U.S. Trade Representative Robert Zoellick responded coolly Tuesday to Japanese demands for compensation over U.S. steel import tariffs, meaning Japan may be closer to imposing unilateral retaliatory tariffs on U.S. imports.

In a 40-minute telephone conference with Minister of Economy, Trade and Industry Takeo Hiranuma, Zoellick said that it is difficult to give a clear answer on the compensation issue due to the “political context” in the U.S., according to METI officials.

After the U.S. imposed temporary tariffs on steel products March 20, Tokyo urged Washington to offer compensation in the form of reduced tariffs on other Japanese imports.

Zoellick said Washington is reviewing a list of products for possible compensation, which had been prepared by Tokyo, according to the officials.

After the telephone conference with Zoellick, Hiranuma said that the two countries will continue to talk over the steel dispute.

“While preparing for retaliatory measures, we will continue to talk with the U.S., since the Japan-U.S. ties are important,” Hiranuma said. “It is natural to examine the measures . . . whether or not we adopt any.”

Hiranuma is expected to meet Zoellick on May 1 in Washington.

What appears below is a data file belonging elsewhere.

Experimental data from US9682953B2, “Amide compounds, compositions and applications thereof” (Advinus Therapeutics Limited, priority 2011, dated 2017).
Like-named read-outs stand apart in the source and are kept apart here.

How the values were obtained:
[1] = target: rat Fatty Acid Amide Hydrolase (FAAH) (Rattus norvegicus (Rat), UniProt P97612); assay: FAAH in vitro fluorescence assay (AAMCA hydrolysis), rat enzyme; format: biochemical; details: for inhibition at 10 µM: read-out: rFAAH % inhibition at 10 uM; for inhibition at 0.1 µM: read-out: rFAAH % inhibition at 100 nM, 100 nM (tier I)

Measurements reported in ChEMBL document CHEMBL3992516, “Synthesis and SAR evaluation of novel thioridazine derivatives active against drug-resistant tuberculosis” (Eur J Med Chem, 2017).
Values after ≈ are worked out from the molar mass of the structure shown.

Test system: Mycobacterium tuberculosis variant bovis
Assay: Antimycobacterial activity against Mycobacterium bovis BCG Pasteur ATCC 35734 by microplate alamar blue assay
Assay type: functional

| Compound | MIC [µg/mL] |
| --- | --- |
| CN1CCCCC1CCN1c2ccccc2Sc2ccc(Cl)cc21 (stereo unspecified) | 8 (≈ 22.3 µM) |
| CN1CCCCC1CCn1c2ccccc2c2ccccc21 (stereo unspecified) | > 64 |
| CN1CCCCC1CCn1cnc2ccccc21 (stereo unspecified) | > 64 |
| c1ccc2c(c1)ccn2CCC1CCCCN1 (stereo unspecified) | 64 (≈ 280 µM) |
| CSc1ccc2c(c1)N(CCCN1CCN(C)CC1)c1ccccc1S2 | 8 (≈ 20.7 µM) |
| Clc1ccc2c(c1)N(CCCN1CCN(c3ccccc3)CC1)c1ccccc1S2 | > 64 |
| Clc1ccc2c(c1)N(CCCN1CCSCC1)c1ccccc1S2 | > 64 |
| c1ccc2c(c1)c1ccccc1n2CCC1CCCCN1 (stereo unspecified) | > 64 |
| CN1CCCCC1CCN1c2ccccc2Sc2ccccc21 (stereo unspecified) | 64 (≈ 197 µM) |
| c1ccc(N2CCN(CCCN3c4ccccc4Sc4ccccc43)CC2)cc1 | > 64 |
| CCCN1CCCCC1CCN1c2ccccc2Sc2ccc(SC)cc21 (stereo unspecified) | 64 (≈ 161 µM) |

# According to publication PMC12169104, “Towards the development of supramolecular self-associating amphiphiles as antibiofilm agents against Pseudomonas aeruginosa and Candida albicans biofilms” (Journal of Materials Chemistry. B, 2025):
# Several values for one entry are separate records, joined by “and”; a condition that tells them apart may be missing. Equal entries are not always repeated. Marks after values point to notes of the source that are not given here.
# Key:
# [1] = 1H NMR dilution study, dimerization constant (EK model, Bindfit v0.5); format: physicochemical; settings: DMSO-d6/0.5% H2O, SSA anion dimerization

In a meeting with Zoellick on April 11, Hiranuma said Tokyo would start preparing for retaliatory tariffs on U.S. imports to Japan if the U.S. does not agree to Tokyo’s compensation demands by May 1.

METI believes Tokyo is entitled to impose retaliatory tariffs comparable with U.S. tariffs on steel plates imported from Japan, one of the steel products subject to the U.S. import curbs.

Exports of Japanese plates to the U.S. amounted to $18 million in 2001.

Based on the 2001 figure, it is estimated that Tokyo can charge about $5.4 million in retaliatory duties on U.S. imports in the first year, according to METI.

METI claims that worldwide exports of steel plates to the U.S. decreased from 1.93 million tons in 1996 to 951,000 tons in 2000. But the U.S. used different data in declaring overall steel trade meets the requirements for safeguard import curbs under World Trade Organization rules.

The U.S. imposed three-year tariffs of up to 30 percent on an array of steel products to help the struggling U.S. steel industry, saying a surge in imports had hurt domestic producers.

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